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How To Setup Your Windows Start Menu.

The Windows Start menu is the central place for your programs, apps and settings. It makes sense to get it set up in a way that will help you to use it better. It isn’t difficult to do, even if you don’t really have any experience with computers.

Introduction To The Windows Start Menu.

To open the Start menu you can either press the Windows key on your keyboard or left click once on the Start button.

Opening the Windows 10 Start menu
Opening the Start menu in Windows 10.
Opening the Windows 11 Start menu.
Opening the Start menu in Windows 11.

Windows 10 Start Menu.

On the right hand panel of the Windows 10 Start menu is the Live Tiles area. The Live Tiles are just links to apps that have been pre-installed on your computer by Microsoft.

The centre panel is where you’ll find a list of all the programs and apps currently installed on your computer. The list is in alphabetical order and you simply scroll down to find the program that you’re looking for.

The left hand panel is where you’ll find the power button to shut down your computer and also the Settings button (it’s the gear wheel).

Windows 10 Start menu open. Live tiles and programs list are indicated by callouts.
Live tiles & programs list in Windows 10.
Settings icon and Power button indicated on Windows 10 Start menu.
Settings icon and power button in Windows 10.

Windows 11 Start Menu.

The Windows 11 Start menu has been redesigned but still performs the same functions as it did in Windows 10.

At the top is the pinned apps section. Similar to the Live tiles, pinned apps are mainly links to programs or apps installed on your computer by Microsoft.

Below the pinned apps is the Recommended section. This section will self populate depending on the programs/apps that you use, together with recently accessed files and folders.

To see the programs list in Windows 11, you have to click the All Apps button. Clicking the All Apps button will open an A-Z list of the programs and apps currently installed on your PC.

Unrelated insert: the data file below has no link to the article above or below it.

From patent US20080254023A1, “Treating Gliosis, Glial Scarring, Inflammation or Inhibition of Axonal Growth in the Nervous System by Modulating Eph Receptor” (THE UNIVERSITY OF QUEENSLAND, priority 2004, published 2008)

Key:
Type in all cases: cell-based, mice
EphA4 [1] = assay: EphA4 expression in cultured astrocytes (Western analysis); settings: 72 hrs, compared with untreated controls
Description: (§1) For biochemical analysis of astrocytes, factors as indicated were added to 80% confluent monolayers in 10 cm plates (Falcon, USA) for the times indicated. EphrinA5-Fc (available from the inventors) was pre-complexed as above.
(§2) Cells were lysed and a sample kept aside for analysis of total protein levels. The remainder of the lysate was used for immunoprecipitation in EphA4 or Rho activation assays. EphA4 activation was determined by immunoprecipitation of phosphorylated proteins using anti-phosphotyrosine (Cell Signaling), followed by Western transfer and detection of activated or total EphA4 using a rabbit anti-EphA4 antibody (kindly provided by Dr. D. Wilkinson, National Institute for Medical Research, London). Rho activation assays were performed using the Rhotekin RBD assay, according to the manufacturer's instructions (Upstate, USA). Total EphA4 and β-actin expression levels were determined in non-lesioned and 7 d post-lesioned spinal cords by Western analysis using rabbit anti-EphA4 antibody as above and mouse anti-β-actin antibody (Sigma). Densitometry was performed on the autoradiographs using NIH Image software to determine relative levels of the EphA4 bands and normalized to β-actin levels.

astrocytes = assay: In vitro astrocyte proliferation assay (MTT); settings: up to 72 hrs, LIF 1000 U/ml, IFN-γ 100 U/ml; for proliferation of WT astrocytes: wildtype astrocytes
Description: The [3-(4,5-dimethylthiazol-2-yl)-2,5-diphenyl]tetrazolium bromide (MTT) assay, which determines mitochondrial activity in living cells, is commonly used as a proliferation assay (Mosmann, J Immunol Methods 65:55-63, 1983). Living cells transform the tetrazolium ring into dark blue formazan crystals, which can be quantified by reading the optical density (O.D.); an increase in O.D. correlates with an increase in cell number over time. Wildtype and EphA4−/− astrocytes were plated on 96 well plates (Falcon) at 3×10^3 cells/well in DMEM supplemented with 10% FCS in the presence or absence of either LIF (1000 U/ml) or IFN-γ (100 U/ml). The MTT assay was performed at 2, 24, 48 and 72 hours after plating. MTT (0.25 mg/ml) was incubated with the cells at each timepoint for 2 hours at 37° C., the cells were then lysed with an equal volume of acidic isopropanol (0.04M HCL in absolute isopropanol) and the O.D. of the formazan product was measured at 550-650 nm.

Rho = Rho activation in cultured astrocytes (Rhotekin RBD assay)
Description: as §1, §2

Finally, in the lower right corner is the Power button (icon).

Windows 11 Start menu is open and the Pinned apps and Recommended areas are indicated by callouts
Pinned & Recommended Apps in Windows 11.
The All Apps and power buttons are marked in Windows 11.
All apps & power button in Windows 11.

How To Setup Your Windows Start Menu.

The Live Tiles area of Windows 10 and the Pinned Apps area of Windows 11 are both customisable. Meaning that you don’t have to settle for what’s already there, you can change every item or have nothing at all. Adding your own programs and folders to the pinned area makes them easy to find and quick to launch.

But having too many Live Tiles or Pinned Apps just clutters up the menu making it harder to find what you actually want. For most of us, on our home computers, we’ll barely, if ever, use any of the tiles or apps that are on the Start menu by default. So they can by removed (unpinned) out of the way.

Setting up your start menu like this makes it much cleaner and easier to use. With less useless clutter you can quickly find the items that you’re looking for.